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Effect of TNF inhibitors on lipid profile in rheumatoid arthritis: a systematic review with meta-analysis
  1. Claire Immediato Daïen1,
  2. Yohan Duny2,
  3. Thomas Barnetche3,
  4. Jean-Pierre Daurès2,
  5. Bernard Combe1,
  6. Jacques Morel1
  1. 1Département de Rhumatologie, Hôpital Lapeyronie, Université de Montpellier 1, Montpellier, France
  2. 2Institut Universitaire de Recherche clinique, Service de Biostatistiques, Epidémiologie et Santé publique, Montpellier, France
  3. 3Département de Rhumatologie, Hôpital Pellegrin, Bordeaux, France
  1. Correspondence to Jacques Morel, Département de Rhumatologie, Hôpital Lapeyronie, Université de Montpellier 1, CHU-Lapeyronie, 371 Avenue du doyen Gaston Giraud, 34295 Montpellier Cedex 5, Montpellier, France; j-morel{at}


Background Patients with rheumatoid arthritis (RA) are at increased risk of cardiovascular disease. Lipid changes related to inflammation have been described in RA. Tumour necrosis factor α (TNFα) inhibitor (TNFi) treatment is effective in controlling inflammation and decreasing the number of cardiovascular events.

Objective To assess the change in lipid levels with TNFi treatment in patients with RA by systematic review and meta-analysis.

Methods A Medline search was performed for articles published up to March 2011. Reports describing values for total cholesterol (TC), low-density lipoprotein (LDL), high-density lipoprotein (HDL), triglycerides (TGs), atherogenic index (AI) and apolipoprotein B/A (apoB/A) collected before and after TNFi initiation were included. Data were analysed according to short-, mid- and long-term treatment. Statistical analysis of pre–post data was performed by comprehensive meta-analysis. A random effects model was used when there was evidence of heterogeneity.

Results The search retrieved 32 articles, of which 13 prospective before/after studies were analysed. Long-term TNFi treatment was associated with increased levels of HDL (+0.27 mmol/l, p<0.0001) and TC (+0.27 mmol/l, p=0.03), whereas LDL levels and AI remained unchanged. After long-term treatment, TG levels increased (+0.28 mmol/l, p<0.001) and apoB/A decreased (−0.3, p<0.0001).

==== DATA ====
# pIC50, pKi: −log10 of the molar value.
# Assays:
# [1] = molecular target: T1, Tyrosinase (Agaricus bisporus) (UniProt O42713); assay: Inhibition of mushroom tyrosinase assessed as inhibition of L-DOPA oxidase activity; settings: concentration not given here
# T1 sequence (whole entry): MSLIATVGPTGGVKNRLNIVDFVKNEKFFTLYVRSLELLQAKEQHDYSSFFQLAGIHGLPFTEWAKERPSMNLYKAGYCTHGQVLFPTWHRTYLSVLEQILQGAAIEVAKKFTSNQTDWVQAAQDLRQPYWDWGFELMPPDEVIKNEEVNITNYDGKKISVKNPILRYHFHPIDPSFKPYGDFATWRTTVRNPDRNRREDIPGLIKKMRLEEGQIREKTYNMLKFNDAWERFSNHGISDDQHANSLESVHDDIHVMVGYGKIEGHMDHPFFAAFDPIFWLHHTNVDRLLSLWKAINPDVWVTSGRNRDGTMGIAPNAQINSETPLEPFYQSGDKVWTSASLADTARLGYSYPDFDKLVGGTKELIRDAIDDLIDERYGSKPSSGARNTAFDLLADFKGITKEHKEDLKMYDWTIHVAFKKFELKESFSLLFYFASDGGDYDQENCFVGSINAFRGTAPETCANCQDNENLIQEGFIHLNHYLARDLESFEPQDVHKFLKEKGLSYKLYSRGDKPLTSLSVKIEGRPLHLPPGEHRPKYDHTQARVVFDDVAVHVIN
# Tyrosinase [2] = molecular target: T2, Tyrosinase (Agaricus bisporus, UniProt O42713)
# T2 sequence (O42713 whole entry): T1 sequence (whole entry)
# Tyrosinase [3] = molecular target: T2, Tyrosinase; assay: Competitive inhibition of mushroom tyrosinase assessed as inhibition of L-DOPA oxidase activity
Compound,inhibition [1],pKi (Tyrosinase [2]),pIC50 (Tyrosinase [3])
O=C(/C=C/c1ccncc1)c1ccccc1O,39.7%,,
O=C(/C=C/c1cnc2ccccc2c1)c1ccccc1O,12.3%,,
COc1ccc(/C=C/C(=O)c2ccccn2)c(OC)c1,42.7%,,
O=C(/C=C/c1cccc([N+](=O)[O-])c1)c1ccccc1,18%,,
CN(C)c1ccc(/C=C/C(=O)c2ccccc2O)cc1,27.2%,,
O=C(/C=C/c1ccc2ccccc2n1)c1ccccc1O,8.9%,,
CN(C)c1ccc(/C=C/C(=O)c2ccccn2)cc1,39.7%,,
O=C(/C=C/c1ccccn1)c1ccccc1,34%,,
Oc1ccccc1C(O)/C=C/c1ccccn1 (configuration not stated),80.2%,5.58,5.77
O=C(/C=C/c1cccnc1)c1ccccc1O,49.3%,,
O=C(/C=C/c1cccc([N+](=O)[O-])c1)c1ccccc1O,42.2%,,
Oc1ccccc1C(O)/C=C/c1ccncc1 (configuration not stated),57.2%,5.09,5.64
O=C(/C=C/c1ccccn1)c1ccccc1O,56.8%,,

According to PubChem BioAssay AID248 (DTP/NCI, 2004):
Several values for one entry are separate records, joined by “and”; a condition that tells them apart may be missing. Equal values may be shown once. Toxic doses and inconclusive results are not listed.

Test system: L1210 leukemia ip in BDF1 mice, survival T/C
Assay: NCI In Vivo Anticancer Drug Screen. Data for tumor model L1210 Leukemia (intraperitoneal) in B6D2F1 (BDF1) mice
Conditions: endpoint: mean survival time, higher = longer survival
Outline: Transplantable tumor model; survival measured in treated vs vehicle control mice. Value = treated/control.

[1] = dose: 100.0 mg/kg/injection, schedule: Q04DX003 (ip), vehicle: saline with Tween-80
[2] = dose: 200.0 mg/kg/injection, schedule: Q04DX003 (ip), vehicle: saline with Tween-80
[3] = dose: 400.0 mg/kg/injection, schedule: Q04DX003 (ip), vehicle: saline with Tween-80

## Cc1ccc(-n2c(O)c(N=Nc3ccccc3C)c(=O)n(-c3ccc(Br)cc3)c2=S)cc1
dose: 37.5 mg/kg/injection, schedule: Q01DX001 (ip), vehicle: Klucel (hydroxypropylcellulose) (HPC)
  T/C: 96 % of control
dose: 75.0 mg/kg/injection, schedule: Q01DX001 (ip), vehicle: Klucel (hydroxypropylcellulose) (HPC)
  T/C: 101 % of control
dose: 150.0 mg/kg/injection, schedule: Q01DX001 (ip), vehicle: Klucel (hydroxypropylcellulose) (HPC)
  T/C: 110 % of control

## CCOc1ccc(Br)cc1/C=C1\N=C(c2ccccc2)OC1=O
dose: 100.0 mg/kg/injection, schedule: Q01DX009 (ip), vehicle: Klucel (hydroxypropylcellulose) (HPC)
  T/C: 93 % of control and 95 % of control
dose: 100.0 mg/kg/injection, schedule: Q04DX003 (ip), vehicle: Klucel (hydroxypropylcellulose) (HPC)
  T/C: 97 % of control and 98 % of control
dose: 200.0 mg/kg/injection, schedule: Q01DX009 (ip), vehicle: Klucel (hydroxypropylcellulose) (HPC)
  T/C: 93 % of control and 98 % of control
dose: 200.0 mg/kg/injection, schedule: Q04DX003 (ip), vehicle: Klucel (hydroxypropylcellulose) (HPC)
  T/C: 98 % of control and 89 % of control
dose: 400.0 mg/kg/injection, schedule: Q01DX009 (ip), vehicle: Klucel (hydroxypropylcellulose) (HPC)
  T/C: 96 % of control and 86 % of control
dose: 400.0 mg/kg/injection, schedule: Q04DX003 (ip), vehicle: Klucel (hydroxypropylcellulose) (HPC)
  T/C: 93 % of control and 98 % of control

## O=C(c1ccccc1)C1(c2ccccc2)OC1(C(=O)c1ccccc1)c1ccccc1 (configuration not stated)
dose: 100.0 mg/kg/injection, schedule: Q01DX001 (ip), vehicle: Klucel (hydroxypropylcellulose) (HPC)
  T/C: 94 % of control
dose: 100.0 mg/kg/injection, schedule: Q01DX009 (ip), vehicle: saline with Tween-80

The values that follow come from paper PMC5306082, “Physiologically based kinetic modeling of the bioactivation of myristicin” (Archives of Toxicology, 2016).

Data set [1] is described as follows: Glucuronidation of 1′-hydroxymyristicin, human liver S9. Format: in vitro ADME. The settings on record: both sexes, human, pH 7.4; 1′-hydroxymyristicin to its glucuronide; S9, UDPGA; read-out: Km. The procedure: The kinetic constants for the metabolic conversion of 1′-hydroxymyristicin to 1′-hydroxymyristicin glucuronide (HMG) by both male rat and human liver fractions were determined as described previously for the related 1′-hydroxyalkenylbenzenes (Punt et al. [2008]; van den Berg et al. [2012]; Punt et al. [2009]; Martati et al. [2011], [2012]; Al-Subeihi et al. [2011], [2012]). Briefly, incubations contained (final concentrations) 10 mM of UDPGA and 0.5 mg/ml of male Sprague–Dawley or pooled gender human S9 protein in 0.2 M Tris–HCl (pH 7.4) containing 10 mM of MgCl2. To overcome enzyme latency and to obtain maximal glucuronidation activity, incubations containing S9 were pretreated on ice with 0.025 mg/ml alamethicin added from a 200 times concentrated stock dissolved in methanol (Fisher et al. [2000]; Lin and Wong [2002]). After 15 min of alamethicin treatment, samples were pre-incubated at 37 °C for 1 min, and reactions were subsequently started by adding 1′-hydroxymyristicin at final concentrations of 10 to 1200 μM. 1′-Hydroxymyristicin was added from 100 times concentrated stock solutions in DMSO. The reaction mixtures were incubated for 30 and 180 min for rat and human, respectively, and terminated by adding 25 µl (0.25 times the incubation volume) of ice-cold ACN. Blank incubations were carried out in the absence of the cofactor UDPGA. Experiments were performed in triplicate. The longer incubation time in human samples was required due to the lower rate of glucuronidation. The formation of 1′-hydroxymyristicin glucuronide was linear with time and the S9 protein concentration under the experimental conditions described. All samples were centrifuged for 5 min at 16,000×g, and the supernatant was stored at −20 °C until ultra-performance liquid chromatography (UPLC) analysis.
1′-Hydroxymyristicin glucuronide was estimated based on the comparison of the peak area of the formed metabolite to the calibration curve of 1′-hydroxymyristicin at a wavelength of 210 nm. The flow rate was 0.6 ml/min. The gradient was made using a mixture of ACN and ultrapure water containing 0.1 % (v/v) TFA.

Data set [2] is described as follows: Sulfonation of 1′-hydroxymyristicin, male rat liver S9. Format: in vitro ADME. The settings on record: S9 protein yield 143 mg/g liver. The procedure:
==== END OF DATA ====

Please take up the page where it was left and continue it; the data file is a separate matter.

Conclusion The presumed cardioprotective effects of TNFi in RA do not seem to be explained by quantitative lipid changes since long-term treatment has no effect on LDL levels or on AI. Increased HDL levels could have some beneficial effects, but this needs to be confirmed by prospective studies with long-term follow-up.

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Cardiovascular mortality is increased in patients with rheumatoid arthritis (RA) compared with the general population,1 and is the leading cause of increased mortality.2 The risk of myocardial ischemia in patients with RA is about 1.6 compared with the general population and is similar to the magnitude of risk with type 2 diabetes mellitus.3 4 The chronic systemic inflammatory state in RA may enhance atherogenesis beyond the presence of traditional risk factors such as diabetes, smoking, obesity and dyslipidaemia.

The notion that inflammation and atherogenesis are linked in RA is supported by the decrease in cardiovascular mortality in patients receiving adequate disease-modifying antirheumatic drug (DMARD) therapy.5 6 Published reports on lipid abnormalities in RA are few and contradictory. However, inflammation seems to be responsible for a decrease in high-density lipoprotein (HDL) and low-density lipoprotein (LDL) cholesterol levels.7 8 Despite the decrease in LDL-cholesterol, the level of small dense LDL, a particle believed to be proatherogenic, increases during inflammation.9 Thus, the pattern of lipid metabolism during inflammation is proatherogenic and believed to contribute to atherosclerosis, especially in chronic inflammatory diseases such as RA. Tumour necrosis factor α (TNFα), a proinflammatory cytokine involved in pathogenesis of RA, has pronounced effects on lipoprotein metabolism by decreasing lipoprotein lipase activity and liver metabolism.10 TNFα inhibitors (TNFi) can reduce disease activity and structural damage in RA and could also diminish the increased cardiovascular risk associated with RA by attenuating systemic inflammation associated with atherogenesis.11 12

This study aimed to assess changes in lipid levels after short-, mid- and long-term treatment with TNFi in patients with RA by systematic review of the literature and meta-analysis.


Search strategy

We searched Medline via PubMed for articles published up to March 2011 and abstracts of 2009 and 2010 European League Against Rheumatism (EULAR) and American College of Rheumatology (ACR) congresses. The MeSH terms used were (‘Lipids’ (Mesh) or ‘Dyslipidaemia’ (Mesh)) and ‘Arthritis, Rheumatoid’ (Majr: NoExp) and (‘TNFR-Fc fusion protein’ (substance name) or ‘Infliximab’ (substance name) or ‘Adalimumab’ (substance name) or ‘AntiTNF’ or ‘Golimumab’ or ‘Etanercept’ or ‘Certolizumab’). No limits were added. The full text of relevant abstracts was retrieved. Two independent rheumatologists analysed each article. The inclusion of articles was determined by consensus.